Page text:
With the Biden administration’s proposed prisoner swap still on hold, WNBA star Brittney Griner will begin serving her nine-year prison sentence in a Russian penal colony.
Last week, a Russian court sentenced Griner to nine years on drug charges nearly six months after authorities found cannabis oil in her bag at a Moscow airport.
Hope for Griner to leave Russia early lies in her lawyers successfully appealing her sentence or the Biden administration sealing the deal on their proposed prisoner exchange.
With both options still in the works, for now, Griner will live in one of the 35 women’s penal colonies in Russia.
Each penal colony cell has about 11 feet of private space where up to 60 women sleep in bunk beds, Ivan Melnikov, the vice president of the Russian Department of the International Human Rights Defense Committee, and Yekaterina Kalugina, a Russian human rights activist told People Magazine.
“Brittney is being held in a detention cell within a penal colony,” Melnikov said. “At the detention center, the spaces are cramped and there’s only a small exercise yard, but there is a benefit to staying there — each day counts as two towards a prison sentence.”
Melnikov and Kalugina said the conditions of each colony heavily depend on the prisoner governor, and some are much stricter than others.
Every morning, prisoners “are woken at 6 a.m., they wash, dress, make their beds, stand to attention for the register, go to breakfast and then start an eight-hour working day, usually as seamstresses,” Melnikov said.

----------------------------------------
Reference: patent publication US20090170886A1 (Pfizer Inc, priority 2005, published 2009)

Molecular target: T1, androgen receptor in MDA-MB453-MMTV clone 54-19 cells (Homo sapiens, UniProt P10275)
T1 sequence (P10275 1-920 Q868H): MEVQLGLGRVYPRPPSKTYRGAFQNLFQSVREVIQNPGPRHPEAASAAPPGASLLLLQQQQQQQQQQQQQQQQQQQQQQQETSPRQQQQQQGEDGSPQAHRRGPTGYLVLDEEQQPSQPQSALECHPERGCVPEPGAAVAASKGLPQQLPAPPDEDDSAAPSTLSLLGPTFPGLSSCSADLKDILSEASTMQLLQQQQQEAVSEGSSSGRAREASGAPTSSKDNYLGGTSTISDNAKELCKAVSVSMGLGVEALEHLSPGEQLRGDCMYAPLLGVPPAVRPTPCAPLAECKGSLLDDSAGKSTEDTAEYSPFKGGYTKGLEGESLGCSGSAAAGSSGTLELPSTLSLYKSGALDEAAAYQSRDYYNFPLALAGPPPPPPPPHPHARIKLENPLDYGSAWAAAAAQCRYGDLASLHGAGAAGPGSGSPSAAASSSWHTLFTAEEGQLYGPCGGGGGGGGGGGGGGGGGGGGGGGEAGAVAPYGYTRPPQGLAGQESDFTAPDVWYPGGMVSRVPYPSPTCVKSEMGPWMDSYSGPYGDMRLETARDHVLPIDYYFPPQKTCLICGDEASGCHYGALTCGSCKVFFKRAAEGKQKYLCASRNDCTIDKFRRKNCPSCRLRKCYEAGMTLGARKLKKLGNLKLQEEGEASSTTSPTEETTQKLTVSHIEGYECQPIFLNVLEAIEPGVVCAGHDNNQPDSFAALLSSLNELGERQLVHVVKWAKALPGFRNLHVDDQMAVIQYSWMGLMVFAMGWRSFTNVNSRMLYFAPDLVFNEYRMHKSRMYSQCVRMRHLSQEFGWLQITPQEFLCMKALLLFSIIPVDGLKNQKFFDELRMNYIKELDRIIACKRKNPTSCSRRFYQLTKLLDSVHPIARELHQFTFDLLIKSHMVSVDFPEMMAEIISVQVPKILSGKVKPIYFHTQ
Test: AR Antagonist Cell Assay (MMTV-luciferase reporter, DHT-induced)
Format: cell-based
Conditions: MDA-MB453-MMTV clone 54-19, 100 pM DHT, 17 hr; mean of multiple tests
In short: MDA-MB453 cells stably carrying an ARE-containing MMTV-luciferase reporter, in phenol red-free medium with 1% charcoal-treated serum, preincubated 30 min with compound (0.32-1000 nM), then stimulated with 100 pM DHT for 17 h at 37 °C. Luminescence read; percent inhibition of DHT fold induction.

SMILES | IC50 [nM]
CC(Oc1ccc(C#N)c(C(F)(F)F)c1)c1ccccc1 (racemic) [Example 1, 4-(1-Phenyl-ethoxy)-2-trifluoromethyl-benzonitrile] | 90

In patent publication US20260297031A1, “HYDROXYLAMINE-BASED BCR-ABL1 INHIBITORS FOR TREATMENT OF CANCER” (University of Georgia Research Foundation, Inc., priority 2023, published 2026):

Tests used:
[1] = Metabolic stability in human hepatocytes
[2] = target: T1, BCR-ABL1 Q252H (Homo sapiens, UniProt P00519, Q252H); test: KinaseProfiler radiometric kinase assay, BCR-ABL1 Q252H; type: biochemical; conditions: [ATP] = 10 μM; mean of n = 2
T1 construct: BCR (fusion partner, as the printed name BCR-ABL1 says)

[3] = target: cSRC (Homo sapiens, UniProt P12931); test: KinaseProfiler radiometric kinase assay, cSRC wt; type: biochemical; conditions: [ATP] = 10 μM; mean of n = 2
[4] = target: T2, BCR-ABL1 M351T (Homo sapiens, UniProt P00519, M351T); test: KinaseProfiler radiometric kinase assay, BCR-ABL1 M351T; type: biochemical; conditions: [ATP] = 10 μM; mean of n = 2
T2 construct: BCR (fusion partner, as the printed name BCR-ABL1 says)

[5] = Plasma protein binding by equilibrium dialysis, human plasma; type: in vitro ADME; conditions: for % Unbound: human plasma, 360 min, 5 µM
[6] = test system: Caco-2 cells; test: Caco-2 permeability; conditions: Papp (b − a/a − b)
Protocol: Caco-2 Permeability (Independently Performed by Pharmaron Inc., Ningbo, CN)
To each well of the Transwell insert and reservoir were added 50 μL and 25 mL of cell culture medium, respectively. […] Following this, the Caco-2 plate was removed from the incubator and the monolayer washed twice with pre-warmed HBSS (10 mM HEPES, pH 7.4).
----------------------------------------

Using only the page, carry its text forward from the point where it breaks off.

Outside of their eight-hour-a-day work requirements, prisoner governors usually give their inmates at least 30 minutes of free time where they can “just chat with each other, read a book from the library, write letters home, play sports, play board games and call friends and family,” Melnikov added.
According to the Russian human rights activist, prisoners are supposed to receive a wage of $180 per month that can be used to buy items in the prison shop such as toiletries, tampons, cigarettes, fresh fruit and vegetables, and internet service to contact their loved ones.
Experts say the conditions of these colonies are generally difficult. Tuberculosis is common among prisoners as they are left malnourished from limited food supplies and medical care.
However, Griner may be able to serve as a women’s basketball coach instead of a seamstress during her eight-hour work days. This decision will be left up to her prison governor.
“I hope that she will be sent to a colony with a lenient governor who allows her to coach basketball in the daytime rather than being a seamstress,” Melnikov said. “Prisoners are encouraged to play sports or do yoga and so on, and basketball is popular. I think that would be the best thing for her.”